January 23, 2014 at 2:08 pm

    Thanks Perry, that is how I feel myself regarding SLS however I am confused when it comes to silicones? what is your take?

  • OldPerry

    Member
    January 23, 2014 at 6:24 pm

    Silicone (at least the non-volatile and water insoluble ones) do have the potential to build up on hair.  This isn’t a problem per se but it could be if you don’t use a strong enough shampoo to remove them.

    But things like Dimethiconol or Cyclomethicone can give you the benefits of silicones without the worry of build-up.
  • vitalys

    Member
    January 24, 2014 at 12:37 am

    There is only concern I have regarding this method. Almost all conditioners contain fatty alcohols along with other lipophilic ingredients. All of them are great for the hair shaft, but they may be adsorbed around the hair follicles mixing with sebum. This may lead to inflammation of the follicles and hair loss. I think it would be less risky if customers use some liquid, leave-on conditioners in a spray form for this method.

  • Chemist77

    Member
    January 24, 2014 at 1:21 am

    @Vitalys you mean a light spray like we have body milks, effective but not heavy.

  • vitalys

    Member
    January 24, 2014 at 1:26 am

    @melliachemist, yes, something like that - light and liquid. I suppose the form of spray let a customer to apply the product even and it prevents occlusion of the hair follicle area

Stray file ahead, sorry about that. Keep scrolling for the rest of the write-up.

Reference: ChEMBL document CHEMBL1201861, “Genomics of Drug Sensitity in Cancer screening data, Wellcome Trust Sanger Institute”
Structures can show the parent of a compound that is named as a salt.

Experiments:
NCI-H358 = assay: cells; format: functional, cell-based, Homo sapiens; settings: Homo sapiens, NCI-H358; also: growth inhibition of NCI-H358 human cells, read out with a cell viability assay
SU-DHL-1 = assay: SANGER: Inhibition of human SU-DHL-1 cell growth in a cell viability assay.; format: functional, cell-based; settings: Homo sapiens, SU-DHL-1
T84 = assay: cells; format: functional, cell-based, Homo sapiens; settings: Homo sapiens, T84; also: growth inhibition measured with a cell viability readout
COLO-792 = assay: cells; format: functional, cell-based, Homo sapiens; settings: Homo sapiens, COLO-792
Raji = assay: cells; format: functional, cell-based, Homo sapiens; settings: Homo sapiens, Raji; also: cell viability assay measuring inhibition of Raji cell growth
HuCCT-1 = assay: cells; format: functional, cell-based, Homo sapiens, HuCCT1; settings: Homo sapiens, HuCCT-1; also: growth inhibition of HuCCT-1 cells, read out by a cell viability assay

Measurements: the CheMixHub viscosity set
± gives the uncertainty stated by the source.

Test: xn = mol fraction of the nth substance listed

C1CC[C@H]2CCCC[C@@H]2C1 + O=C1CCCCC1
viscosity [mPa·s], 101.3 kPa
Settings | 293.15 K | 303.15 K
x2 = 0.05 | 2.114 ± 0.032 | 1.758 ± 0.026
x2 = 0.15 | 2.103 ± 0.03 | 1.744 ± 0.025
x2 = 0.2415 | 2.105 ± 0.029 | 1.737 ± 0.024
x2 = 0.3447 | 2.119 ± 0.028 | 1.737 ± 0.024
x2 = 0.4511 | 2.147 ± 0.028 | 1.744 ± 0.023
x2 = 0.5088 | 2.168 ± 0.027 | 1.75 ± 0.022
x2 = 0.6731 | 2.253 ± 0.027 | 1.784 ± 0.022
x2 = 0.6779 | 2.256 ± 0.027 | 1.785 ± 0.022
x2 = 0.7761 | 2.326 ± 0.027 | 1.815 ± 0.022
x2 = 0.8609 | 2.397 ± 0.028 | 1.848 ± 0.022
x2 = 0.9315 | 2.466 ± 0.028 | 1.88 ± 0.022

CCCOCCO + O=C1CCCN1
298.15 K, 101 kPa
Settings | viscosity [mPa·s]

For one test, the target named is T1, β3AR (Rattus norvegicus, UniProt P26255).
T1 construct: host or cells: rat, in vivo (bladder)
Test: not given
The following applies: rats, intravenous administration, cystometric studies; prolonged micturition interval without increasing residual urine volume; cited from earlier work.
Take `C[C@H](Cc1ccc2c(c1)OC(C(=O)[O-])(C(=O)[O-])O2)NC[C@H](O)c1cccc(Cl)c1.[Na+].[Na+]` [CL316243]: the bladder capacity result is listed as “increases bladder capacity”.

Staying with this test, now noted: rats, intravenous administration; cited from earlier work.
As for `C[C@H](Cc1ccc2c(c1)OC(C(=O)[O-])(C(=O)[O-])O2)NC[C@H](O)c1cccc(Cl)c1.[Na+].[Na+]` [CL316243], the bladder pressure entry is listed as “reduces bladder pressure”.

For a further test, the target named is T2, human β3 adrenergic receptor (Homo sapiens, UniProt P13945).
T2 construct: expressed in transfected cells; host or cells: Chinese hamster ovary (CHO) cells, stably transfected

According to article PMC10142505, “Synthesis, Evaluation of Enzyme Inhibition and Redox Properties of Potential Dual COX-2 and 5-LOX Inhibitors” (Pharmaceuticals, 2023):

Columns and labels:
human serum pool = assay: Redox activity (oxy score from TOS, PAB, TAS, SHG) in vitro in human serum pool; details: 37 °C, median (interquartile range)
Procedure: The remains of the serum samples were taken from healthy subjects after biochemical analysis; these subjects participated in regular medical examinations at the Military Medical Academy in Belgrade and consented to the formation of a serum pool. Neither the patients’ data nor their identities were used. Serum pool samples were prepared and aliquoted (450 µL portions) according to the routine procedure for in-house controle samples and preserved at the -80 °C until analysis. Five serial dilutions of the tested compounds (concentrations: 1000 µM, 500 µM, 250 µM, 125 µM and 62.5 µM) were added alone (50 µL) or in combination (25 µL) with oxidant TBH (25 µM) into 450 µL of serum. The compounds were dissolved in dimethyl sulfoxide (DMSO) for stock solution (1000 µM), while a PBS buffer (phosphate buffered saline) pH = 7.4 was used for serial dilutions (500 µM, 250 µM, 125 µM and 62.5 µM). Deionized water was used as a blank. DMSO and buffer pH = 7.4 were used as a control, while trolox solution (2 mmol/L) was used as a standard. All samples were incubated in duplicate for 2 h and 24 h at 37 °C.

• vitalys

    Member
    January 24, 2014 at 1:39 am

    Well, I see another option for this hair type - the product based on Ceteareth-20 ( for instance) - it may serve as a very mild surfactant for hair washing.

    There is one interesting formulation which contains Ceteareth-20 along with hair fixative. The final product looks like clear styling wax (gel). The customer could use it as a styling product and wash it off in the end of the day without shampoo leaving the hair as well as clean and conditioned. In combination with very low % of surfactants it will work even better.

  • Chemist77

    Member
    January 24, 2014 at 2:29 am

    @vitalys yes I have seen few products in the form of light and transparent waxes and most of them have ceteareth 25, easy to wash off after styling. Maybe a related concept that you have mentioned.

  • vitalys

    Member
    January 24, 2014 at 2:49 am

    @melliachemist, I don’t know why, but these kind of products are usually marketed only as styling products while they may yeild additional nice properties especially for some hair types. But, as we all know marketing people are often so blind, so they don’t see the additional advantages of the formulations. :) :) :)